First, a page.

Sunday, August 31, 2014

31/8/2014: Changes in Employment by Sector

Previous posts covering QNHS release for Q2 2014 provided analysis of



Here is a summary of changes in employment by sector:

Good news in green, bad news in red.

Several top-level points worth raising:

  • Construction employment grew, which is good news, by 3,600 in 12 months through Q2 2014. Bad news is that Industry employment (ex-Construction) shrunk 2,700 over the same period.
  • Services employment grew by a sizeable 23,800 in 12 months through Q2 2014 and higher value-added sectors employment expanded by 8,300 on Q2 2013. Many jobs have been added in Professional, scientific & technical activities (+6,100) and in Administrative & Support Services (+6,200) both of which also include MNCs trading in ICT services sectors, which is consistent with strong inflows of younger migrants into Ireland recorded in the year through April 2014.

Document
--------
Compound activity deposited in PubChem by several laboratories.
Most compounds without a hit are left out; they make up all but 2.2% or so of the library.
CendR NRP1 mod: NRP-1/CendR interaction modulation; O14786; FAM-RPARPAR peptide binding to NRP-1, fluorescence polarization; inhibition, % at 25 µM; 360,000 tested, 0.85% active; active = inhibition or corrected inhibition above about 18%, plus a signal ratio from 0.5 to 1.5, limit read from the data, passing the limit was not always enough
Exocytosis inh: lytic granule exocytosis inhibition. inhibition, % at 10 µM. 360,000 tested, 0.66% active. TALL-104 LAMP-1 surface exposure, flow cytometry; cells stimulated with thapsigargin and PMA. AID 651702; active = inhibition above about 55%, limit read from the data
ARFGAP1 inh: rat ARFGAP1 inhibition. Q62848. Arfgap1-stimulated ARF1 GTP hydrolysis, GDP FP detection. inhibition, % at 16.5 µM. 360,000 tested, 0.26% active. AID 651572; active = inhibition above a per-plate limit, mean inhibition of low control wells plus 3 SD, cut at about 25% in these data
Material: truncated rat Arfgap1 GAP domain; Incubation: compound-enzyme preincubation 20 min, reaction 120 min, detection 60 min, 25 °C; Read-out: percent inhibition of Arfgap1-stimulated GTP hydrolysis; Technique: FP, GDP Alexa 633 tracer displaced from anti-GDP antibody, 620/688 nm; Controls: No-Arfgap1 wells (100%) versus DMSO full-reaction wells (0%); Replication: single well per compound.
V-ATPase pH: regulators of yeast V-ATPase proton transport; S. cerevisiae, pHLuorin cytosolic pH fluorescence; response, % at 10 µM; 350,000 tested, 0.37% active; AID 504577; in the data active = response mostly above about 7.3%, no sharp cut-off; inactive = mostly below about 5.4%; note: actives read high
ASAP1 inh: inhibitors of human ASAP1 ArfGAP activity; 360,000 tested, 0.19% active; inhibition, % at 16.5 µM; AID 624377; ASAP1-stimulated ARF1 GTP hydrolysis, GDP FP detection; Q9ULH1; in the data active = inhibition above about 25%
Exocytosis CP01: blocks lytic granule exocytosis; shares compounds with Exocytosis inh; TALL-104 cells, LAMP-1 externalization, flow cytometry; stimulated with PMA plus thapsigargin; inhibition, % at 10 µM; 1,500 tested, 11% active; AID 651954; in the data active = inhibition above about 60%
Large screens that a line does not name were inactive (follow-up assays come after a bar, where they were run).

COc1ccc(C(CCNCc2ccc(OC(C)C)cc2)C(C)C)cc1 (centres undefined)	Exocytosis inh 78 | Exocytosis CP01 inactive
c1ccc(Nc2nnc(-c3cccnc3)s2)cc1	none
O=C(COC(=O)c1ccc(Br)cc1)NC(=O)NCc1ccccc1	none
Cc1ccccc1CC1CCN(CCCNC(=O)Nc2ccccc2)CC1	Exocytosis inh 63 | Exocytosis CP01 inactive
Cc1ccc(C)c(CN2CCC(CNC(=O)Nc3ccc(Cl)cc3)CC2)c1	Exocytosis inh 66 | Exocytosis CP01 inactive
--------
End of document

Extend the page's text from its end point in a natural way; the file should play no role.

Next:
• Non-agricultural private sector jobs expanded by 21,400 in 12 months through Q2 2014 (up 1.68% y/y) which is a far cry from the Government boisterous claims of 50-60,000 of new jobs being created. Overall across all sectors, the economy added 31,700 jobs on Q2 2013 level (+1.7% y/y).
Slower rates of growth:

Overall rate of jobs creation has declined significantly in Q2 2014. In Q2 2014, y/y growth in all employment has stood at 1.70%, down from 2.31% growth recorded in Q1 2014 and the slowest rate of jobs growth since Q1 2013. Industry and construction sector jobs growth fell from 1.5% y/y in Q1 2014 to 0.26% in Q2 2014, the slowest rate of jobs growth since the onset of recovery in the sector back in Q2 2013. Services sectors jobs growth also fell to 1.67% in Q2 2014 compared to 1.71% in Q1 2014, and currently stands at the slowest rate of growth in 3 quarters. Non-agricultural private sector jobs growth in Q2 2014 was 1.68%, down from 2.18% in Q1 2014 and the slowest rate since Q2 2013. High value-added sectors jobs growth is down to 1.22% in Q2 2014, the lowest reading in any quarter since Q3 2012.
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